PubMed 20346152

Referenced in Channelpedia wiki pages of: none

Automatically associated channels: SK3 , Slo1

Title: Inhibition of AMPA receptor trafficking at hippocampal synapses by beta-amyloid oligomers: the mitochondrial contribution.

Authors: Yanfang Rui, Jiaping Gu, Kuai Yu, H Criss Hartzell, James Q Zheng

Journal, date & volume: Mol Brain, 2010 , 3, 10

PubMed link:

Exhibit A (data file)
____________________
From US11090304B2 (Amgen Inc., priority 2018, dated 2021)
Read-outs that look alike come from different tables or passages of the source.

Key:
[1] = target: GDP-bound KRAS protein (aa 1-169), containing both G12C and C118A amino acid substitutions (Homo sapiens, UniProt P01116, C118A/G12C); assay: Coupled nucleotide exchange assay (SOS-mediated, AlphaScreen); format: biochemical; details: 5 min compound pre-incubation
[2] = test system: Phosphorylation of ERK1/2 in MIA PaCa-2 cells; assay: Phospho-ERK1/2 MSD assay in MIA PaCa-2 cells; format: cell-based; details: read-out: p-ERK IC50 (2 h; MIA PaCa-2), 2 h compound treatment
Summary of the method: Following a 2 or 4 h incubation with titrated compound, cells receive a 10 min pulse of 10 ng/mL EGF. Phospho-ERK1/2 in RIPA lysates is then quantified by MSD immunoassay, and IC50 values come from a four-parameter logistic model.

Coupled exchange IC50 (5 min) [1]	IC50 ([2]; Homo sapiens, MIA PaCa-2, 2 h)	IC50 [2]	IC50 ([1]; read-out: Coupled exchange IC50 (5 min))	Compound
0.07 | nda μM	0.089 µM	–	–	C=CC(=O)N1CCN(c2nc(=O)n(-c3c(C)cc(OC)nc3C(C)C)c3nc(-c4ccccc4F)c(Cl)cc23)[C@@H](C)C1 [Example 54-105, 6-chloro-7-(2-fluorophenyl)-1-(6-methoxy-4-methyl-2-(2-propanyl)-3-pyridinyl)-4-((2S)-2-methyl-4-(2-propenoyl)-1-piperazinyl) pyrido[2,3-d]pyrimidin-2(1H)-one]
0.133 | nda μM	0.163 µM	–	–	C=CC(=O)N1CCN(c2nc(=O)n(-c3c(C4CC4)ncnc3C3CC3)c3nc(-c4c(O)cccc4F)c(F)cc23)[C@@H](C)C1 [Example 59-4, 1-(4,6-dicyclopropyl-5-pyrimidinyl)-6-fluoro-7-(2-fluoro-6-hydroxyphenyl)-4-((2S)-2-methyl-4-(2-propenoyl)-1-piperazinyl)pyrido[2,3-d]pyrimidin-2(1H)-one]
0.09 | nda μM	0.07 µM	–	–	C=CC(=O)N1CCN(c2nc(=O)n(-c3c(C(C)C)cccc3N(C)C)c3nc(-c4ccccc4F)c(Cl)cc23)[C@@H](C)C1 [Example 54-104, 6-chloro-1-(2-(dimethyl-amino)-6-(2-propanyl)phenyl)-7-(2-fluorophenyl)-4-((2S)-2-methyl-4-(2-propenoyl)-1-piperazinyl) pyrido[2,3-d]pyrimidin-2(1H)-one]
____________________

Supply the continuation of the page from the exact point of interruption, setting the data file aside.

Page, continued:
Synaptic defects represent a major mechanism underlying altered brain functions of patients suffering Alzheimer's disease (AD) 123. An increasing body of work indicates that the oligomeric forms of beta-amyloid (Abeta) molecules exert profound inhibition on synaptic functions and can cause a significant loss of neurotransmitter receptors from the postsynaptic surface, but the underlying mechanisms remain poorly understood. In this study, we investigated a potential contribution of mitochondria to Abeta inhibition of AMPA receptor (AMPAR) trafficking.We found that a brief exposure of hippocampal neurons to Abeta oligomers not only led to marked removal of AMPARs from postsynaptic surface but also impaired rapid AMPAR insertion during chemically-induced synaptic potentiation. We also found that Abeta oligomers exerted acute impairment of fast mitochondrial transport, as well as mitochondrial translocation into dendritic spines in response to repetitive membrane depolarization. Quantitative analyses at the single spine level showed a positive correlation between spine-mitochondria association and the surface accumulation of AMPARs. In particular, we found that spines associated with mitochondria tended to be more resistant to Abeta inhibition on AMPAR trafficking. Finally, we showed that inhibition of GSK3beta alleviated Abeta impairment of mitochondrial transport, and effectively abolished Abeta-induced AMPAR loss and inhibition of AMPAR insertion at spines during cLTP.Our findings indicate that mitochondrial association with dendritic spines may play an important role in supporting AMPAR presence on or trafficking to the postsynaptic membrane. Abeta disruption of mitochondrial trafficking could contribute to AMPAR removal and trafficking defects leading to synaptic inhibition.